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Digital infinity is a technical term in theoretical linguistics. Alternative formulations are "discrete infinity" and "the infinite use of finite means". The idea is that all human languages follow a simple logical principle, according to which a limited set of digits—irreducible atomic sound elements—are combined to produce an infinite range of potentially meaningful expressions. Noam Chomsky cites Galileo as perhaps the first to recognise the significance of digital infinity. This principle, notes Chomsky, is "the core property of human language, and one of its most distinctive properties: the use of finite means to express an unlimited array of thoughts". In his ''Dialogo'', Galileo describes with wonder the discovery of a means to communicate one's "most secret thoughts to any other person ... with no greater difficulty than the various collocations of twenty-four little characters upon a paper." "This is the greatest of all human inventions," Galileo continues, noting it to be "comparable to the creations of a Michelangelo".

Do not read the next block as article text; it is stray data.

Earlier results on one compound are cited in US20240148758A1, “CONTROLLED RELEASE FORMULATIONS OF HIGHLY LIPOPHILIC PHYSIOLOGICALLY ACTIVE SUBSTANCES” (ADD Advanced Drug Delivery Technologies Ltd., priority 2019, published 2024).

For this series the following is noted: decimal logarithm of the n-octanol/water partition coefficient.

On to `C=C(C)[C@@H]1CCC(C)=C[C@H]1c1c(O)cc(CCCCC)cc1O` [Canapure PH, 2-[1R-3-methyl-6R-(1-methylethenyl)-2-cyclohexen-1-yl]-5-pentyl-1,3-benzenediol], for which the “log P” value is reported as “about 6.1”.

The computational theory of mind